Read what you have written daily and continue writing with this method as many times as you like. The more you do it, the more helpful it will be. Your first writing therapy session will likely be the most difficult, but like the scary movie example above, it will become easier and help you better understand your fear every time you do it. Although what happened may have been random, there is a reason and you are not completely helpless.
[If you’re interested in the benefits journaling can have for general anxiety, check out Journaling for Anxiety.]
Utilize thought restructuring
Thought restructuring is a practice that branches from cognitive behavioral therapy. In short, the purpose is to restructure your thinking patterns to allow you the ability to view your fearful thoughts objectively. When you do this, you gain the ability to realize that what you are afraid of doesn’t warrant the fear you have attributed to it. Instead of restating how to go about thought restructuring, it would be more useful to head here to read an in-depth article about it on our blog.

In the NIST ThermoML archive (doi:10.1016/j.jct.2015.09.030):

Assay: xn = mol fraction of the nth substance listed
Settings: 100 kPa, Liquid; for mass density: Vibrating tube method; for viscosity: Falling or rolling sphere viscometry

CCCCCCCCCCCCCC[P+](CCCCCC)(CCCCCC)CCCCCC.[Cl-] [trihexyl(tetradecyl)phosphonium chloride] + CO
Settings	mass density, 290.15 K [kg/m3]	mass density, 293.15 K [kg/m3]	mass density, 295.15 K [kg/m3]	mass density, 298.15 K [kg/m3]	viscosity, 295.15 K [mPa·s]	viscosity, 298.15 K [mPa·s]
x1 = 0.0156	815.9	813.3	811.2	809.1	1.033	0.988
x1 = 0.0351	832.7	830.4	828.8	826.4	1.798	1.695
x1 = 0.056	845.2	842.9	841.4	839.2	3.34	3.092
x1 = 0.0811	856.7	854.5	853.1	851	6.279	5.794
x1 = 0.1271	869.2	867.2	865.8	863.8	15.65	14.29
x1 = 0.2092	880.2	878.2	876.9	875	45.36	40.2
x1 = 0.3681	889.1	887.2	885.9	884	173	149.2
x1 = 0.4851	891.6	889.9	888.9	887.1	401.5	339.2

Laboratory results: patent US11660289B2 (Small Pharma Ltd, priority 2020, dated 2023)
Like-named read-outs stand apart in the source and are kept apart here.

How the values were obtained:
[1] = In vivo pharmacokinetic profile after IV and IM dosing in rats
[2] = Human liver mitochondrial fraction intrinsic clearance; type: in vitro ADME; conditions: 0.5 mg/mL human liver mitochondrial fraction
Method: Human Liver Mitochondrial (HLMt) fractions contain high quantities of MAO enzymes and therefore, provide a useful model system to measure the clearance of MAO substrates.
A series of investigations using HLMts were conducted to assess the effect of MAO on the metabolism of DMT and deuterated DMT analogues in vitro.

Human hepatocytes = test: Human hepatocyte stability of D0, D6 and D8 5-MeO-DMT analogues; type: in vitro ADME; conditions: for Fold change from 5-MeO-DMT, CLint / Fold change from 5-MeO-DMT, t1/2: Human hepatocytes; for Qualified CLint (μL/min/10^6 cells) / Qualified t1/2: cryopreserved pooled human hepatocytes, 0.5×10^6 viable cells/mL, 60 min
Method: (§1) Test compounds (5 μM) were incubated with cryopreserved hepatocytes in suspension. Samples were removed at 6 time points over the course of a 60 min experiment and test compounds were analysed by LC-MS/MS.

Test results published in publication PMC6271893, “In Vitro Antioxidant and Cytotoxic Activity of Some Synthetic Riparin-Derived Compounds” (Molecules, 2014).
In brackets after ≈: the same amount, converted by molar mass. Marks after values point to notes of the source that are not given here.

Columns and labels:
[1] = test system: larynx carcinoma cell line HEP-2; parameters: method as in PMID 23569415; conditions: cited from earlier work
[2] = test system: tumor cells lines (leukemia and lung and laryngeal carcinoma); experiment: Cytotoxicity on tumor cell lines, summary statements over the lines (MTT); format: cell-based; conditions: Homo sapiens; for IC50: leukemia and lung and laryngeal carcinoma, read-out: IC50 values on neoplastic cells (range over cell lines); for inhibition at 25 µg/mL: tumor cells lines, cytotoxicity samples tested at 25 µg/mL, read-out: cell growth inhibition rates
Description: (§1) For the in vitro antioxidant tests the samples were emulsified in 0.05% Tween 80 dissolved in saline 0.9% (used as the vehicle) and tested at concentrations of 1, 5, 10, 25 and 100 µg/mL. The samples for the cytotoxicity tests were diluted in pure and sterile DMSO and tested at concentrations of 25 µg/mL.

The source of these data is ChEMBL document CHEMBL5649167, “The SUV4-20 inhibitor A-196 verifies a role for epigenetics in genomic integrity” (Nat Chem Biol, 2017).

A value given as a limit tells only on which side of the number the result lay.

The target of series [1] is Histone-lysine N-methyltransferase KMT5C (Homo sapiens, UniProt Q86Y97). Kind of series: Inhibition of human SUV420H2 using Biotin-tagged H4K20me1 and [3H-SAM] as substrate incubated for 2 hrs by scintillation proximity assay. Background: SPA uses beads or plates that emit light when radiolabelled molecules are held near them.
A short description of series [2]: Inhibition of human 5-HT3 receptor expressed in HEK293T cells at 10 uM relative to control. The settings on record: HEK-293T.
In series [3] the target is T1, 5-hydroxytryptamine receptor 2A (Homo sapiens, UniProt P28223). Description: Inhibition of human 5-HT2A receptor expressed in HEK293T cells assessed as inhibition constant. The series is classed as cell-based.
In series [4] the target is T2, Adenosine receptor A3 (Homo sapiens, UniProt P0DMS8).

Other useful info about exposure therapy
Depending on your fear, the time it takes to overcome it will vary along with the difficulty. If it doesn’t work at first, the worst thing you can do for your wellbeing is give up. Go at it again in a safe manner, using as many techniques as possible to stay relaxed throughout the process. Also, as you do this try to weaken the link in your mind between the activity or situation and perceived harm. If you constantly have thoughts running through your mind that you will be harmed, you will stay in fight-or-flight mode which makes it almost impossible to reduce your fear.